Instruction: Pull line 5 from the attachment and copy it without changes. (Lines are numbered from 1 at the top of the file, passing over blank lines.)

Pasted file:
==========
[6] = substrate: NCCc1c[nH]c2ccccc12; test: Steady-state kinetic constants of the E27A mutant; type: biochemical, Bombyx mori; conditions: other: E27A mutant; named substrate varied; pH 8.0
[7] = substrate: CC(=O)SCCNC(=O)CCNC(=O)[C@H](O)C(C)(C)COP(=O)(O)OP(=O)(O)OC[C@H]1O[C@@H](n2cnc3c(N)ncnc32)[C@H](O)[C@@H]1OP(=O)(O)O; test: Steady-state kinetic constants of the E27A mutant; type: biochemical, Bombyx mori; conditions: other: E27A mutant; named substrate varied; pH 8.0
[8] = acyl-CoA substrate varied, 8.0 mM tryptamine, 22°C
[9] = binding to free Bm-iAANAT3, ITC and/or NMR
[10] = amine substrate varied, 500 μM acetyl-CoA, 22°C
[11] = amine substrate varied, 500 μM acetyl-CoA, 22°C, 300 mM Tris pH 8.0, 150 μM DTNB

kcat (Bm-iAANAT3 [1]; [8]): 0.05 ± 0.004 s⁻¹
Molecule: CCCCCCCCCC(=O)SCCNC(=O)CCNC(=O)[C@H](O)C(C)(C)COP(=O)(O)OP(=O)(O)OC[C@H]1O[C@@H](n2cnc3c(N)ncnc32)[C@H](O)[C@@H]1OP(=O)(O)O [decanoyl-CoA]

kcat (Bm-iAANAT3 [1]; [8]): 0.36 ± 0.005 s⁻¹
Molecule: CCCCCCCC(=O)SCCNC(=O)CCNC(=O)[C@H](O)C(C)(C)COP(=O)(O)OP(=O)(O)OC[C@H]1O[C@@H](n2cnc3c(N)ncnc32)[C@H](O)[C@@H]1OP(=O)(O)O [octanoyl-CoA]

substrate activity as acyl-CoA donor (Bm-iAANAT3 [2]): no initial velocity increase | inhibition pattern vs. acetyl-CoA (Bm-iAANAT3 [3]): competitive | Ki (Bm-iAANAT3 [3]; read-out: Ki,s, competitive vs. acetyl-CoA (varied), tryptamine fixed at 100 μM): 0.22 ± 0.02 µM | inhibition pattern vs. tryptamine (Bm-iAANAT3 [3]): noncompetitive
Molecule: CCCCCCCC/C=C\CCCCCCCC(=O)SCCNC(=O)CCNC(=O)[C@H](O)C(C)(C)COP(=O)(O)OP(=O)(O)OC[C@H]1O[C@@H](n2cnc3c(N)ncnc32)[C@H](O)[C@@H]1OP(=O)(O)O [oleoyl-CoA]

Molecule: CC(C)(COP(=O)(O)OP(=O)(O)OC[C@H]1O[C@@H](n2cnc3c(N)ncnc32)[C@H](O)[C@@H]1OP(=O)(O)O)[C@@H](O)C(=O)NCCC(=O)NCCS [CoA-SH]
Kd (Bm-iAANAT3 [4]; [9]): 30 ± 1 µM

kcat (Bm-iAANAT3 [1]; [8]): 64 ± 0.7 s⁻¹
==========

[10] = amine substrate varied, 500 μM acetyl-CoA, 22°C